Project Server 2010 allows for the option of auto-approving task status updates, and since SP1, this has become even more useful as the option to publish the update has been added.
However, due to the complexity of setting up the rules and lack of documentation regarding task status updates, PMs have either tended to not use them, or go for one of the easiest options of trusting all the updates from a select few employees (they either sit in the Trust no-one camp or I trust a few people, but not everyone camp).
Ive found this slightly limiting, and Ive recently been setting up a system for a client who wishes to manage these updates by exception only, rather than a blanket approval rule for a discrete set of employees. This client manages their plans by monitoring the completion dates of tasks (as oppose to the amount of work performed on a task).
To set up this scenario we first need to open up PWA and navigate to the Approval Center. Next, click on the Manage Rules button on the Ribbon.
The Manage Rules page appears, and in the Ribbon click on the New icon to create a new rule.
Give your rule an appropriate name and description (Note: For best practise I will ALWAYS add the rule I’m testing for in the Name, and then the full description in the Description section. When you have a lot of rules, it becomes much easier to decide which one to edit when they are named and described such).
Decide then whether to select the check boxes for Automatically Running the Rule and Automatically Publish the Updates (Note: For best practise I will turn these OFF (i.e., not selected) until I have verified that the rule does exactly what I want.Of course you will want to test these rules on a test project or -even better – a test system before moving them to production).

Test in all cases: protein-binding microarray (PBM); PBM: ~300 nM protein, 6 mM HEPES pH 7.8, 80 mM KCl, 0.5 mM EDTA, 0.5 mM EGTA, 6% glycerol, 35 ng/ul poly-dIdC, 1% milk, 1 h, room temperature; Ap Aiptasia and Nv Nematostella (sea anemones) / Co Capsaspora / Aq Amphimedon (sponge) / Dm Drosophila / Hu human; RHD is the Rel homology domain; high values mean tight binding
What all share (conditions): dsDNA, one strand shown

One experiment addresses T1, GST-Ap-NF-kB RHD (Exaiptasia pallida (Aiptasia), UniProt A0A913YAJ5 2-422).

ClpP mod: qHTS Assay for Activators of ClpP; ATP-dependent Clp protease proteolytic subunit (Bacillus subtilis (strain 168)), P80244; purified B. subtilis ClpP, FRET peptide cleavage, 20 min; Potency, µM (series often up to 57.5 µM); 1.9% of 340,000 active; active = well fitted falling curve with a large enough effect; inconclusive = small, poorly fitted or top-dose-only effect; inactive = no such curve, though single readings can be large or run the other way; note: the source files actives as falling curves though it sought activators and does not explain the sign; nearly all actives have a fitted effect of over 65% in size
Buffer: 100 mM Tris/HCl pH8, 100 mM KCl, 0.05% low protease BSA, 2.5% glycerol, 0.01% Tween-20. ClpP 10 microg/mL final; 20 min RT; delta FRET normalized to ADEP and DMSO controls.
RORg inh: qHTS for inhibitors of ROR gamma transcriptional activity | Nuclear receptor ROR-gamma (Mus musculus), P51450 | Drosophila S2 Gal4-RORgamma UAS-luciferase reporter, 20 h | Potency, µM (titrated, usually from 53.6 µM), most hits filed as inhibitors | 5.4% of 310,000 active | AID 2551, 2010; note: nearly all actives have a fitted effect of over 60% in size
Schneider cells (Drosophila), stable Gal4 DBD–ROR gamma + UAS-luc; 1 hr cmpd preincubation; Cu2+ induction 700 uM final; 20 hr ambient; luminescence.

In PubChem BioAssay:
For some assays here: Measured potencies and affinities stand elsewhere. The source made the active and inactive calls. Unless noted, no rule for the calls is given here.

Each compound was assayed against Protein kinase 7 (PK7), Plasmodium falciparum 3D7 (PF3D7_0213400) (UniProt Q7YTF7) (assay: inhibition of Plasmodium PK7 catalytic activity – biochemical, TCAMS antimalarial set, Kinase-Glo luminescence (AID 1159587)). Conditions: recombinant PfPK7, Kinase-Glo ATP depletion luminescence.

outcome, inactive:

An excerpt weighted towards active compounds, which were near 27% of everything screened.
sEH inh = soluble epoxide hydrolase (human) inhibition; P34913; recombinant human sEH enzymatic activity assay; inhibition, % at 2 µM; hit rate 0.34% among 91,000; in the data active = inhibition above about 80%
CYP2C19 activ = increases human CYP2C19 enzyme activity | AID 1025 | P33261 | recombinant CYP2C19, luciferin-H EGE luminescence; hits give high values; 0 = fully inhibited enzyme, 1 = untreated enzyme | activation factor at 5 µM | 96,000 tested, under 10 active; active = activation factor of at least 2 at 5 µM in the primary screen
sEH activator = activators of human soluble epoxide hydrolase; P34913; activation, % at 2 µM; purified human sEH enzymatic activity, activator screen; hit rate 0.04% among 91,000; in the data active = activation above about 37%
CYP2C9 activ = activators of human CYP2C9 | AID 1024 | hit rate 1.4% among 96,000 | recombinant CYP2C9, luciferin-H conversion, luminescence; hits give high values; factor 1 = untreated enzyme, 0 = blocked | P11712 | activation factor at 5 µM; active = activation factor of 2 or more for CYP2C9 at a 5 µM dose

Select the request type. For this we need to check Task Updates, and then the radio button “Where updated field matches a field in the published project”.
The trick now is to select the updated fields to test against. For our scenario, we want to perform the following test:
Assignment Finish <= Assignment Finish Note: We are testing the updated field against the published field.
Once this is completed, it is possible to restrict both the projects and resources that this rule is run for. In our instance, it is left for all projects and all resources.
Click on Save.
The rule now appears within the Manage Rules screen, and it can easily be seen what the rule does due to sensible naming and the description. (Note: There is no button on the Ribbon to go back to the Approval Center, so select the Approval Center from the links menu on the left-hand side.
Test the rule by publishing a test project with several tasks and updating tasks via My Tasks. In order to get the Assignment Finish Date to change beyond the Published Finish Date, you’ll need to update the work values so that they extend beyond the planned work values. You can either do this by changing the start date to to one after the planned start date, or if you are typing in Timephased values (either by tracking time per day or using Single Entry Mode), you will need to enter less work on the planned start date, or any of the planned work dates. This should cause the scheduling engine to move the Assignment Finish Date out into the future, and hence the rule wont trigger. You will also want to test for tasks that are on-track (just update the % complete) and tasks that are early, so that the rule will trigger.
Once the updates have been sent to the Status Manager, open up the Approval Center, navigate to the Manage Rules section, and click on the Run All button. The rule should run automatically and can be checked via the History button. When the rule is firing correctly, you can change the rule to Run Automatically.
Rules needs to be set up for each PM individually, and alas, there is no way to combine tests across rules. Ideally I would like to have some logical operators (AND, OR) in order to approve an update (e.g., IF (condition X AND condition Y) OR condition Z) is met then approve the update).
However, it is what it is, and used sensibly it can save time for a PM, allowing them to concentrate on the exceptions, which should be fewer in number, though not in complexity.